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Instruments that play between the notes

by Kare Eskola

Microtonal classical music comes across as a nerdy pastime operating in the margins between "real notes," and with good reason. An experimental microtonal instrument is typically encircled by a close-knit community of musicians and composers who are unable to evangelise their discoveries because of difficulties in playing technique or other challenges. However, in recent years so many microtonal instruments have been developed and adopted in Finland that the colourful world between the notes is finally opening up to wider audiences.

At the Muziekgebouw in Amsterdam, a microtonal music matinee is held once a month, on Sunday morning. The hall has a Fokker organ with 31 pitches to the octave, and this has led to the emergence of what can only be described as a microtonal cluster. The organist at the Muziekgebouw, Ere Lievonen from Finland, thus has a captive audience who repeatedly come to enjoy the microtonal sound world.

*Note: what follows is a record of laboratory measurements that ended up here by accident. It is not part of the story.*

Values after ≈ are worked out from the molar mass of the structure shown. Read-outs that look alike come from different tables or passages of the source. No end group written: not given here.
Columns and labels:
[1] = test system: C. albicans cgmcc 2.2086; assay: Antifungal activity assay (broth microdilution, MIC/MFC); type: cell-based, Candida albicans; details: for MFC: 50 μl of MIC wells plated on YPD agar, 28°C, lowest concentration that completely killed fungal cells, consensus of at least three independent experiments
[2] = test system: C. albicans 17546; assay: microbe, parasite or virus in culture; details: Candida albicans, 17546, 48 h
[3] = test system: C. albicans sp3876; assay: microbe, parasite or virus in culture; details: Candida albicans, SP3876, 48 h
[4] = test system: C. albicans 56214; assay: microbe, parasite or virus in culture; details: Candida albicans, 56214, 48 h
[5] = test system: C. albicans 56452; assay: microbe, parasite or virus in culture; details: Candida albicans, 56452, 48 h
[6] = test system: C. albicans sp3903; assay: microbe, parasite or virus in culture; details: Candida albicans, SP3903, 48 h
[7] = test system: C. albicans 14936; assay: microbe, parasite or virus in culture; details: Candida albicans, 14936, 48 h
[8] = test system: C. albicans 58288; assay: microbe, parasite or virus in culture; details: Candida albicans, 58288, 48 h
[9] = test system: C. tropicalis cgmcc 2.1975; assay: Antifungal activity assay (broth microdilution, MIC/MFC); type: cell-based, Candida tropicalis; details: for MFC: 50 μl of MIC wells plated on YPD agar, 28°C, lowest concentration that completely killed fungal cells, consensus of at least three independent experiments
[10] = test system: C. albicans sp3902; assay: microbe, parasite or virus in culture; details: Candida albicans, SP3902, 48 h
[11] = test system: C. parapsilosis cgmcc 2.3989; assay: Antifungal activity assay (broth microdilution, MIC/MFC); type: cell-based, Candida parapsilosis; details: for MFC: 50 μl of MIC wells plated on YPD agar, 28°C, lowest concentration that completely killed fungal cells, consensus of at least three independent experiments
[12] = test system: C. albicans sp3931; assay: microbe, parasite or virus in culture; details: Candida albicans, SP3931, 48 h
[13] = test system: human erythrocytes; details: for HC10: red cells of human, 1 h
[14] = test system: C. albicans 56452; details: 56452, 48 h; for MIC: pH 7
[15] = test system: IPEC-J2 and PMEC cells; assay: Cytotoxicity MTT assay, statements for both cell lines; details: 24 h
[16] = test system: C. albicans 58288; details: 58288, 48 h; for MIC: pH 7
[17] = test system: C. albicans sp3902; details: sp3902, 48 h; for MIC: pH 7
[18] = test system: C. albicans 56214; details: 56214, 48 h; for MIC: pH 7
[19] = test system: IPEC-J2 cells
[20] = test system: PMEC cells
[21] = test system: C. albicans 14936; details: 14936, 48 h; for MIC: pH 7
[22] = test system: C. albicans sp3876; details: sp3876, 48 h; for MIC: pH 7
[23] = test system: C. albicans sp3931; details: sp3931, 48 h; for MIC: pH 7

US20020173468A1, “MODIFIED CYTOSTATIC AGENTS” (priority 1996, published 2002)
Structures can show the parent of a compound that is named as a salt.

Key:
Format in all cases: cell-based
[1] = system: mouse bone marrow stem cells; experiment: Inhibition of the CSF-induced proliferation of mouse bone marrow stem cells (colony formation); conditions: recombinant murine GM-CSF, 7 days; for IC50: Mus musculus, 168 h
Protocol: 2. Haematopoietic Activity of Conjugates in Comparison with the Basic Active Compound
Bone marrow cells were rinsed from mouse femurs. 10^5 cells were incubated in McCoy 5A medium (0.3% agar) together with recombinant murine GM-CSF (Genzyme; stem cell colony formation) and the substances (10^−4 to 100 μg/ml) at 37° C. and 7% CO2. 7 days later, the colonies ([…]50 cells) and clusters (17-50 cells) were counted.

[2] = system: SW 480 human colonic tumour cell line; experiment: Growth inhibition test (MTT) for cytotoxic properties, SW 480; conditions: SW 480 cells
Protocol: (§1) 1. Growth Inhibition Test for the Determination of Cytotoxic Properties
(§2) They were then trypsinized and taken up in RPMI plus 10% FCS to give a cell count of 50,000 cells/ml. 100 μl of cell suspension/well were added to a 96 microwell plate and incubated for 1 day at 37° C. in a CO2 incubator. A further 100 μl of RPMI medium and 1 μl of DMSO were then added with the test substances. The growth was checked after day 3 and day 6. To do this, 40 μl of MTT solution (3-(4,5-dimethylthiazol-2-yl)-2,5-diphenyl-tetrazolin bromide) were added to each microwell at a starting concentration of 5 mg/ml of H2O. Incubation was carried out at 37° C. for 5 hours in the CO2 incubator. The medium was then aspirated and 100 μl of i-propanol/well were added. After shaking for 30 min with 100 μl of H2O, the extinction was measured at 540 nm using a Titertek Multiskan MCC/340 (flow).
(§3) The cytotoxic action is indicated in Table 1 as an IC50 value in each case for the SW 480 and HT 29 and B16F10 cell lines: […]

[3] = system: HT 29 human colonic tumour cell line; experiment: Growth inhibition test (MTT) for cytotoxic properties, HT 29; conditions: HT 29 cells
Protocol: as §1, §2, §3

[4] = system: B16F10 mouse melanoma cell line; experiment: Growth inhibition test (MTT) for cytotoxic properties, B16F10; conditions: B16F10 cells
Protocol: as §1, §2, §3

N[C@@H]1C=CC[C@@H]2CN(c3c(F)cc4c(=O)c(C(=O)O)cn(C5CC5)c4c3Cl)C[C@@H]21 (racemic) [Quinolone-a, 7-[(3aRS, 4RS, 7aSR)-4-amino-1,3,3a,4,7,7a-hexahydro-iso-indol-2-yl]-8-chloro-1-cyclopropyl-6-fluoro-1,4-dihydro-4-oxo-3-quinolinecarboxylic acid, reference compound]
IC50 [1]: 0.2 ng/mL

“It’s a cosy atmosphere, the instrument is great and the hall is wonderful,” says composer Juhani Nuorvala exuberantly. Nuorvala, the most hard-core of all microtonal nerds in Finland, has just returned from the MicroFest in Amsterdam, and he can confirm that this marginal pursuit is making its way out of the margins at the international level.

“The hyperchromatic music of the 1920s, created by composers such as Hàba, Ives and Wyschnegradsky, found a continuation with the spectral composers. There is a strong tradition of just-intonation music in the USA, launched by Harry Partch. There is also a robust community of experimentation in dividing the octave into equal parts, not just 24 but other numbers too. In fact, equal-temperament quarter-tone music is in a something of a minority.”

Awareness of Baroque tuning systems is also increasing. Nuorvala stresses that microtonality as such is genre-free and pluralist and exists beyond the confines of modernist contemporary music. This is pretty much the case in Finland too.

Quarter-tones on a keyboard and in an app

In the spectral tonal-colour music of composer Sampo Haapamäki (b. 1979), quarter-tones are an essential tool. Haapamäki has often said that with the increasing interest in microtonality comes an increasing demand for quarter-tone instruments. Not content to merely talk about this, Haapamäki has taken concrete steps: he completed a design for a quarter-tone keyboard in collaboration with pianist Elisa Järvi D.Mus. in 2015, and the keyboard was built by carpenter and modelmaker Otso Haapamäki.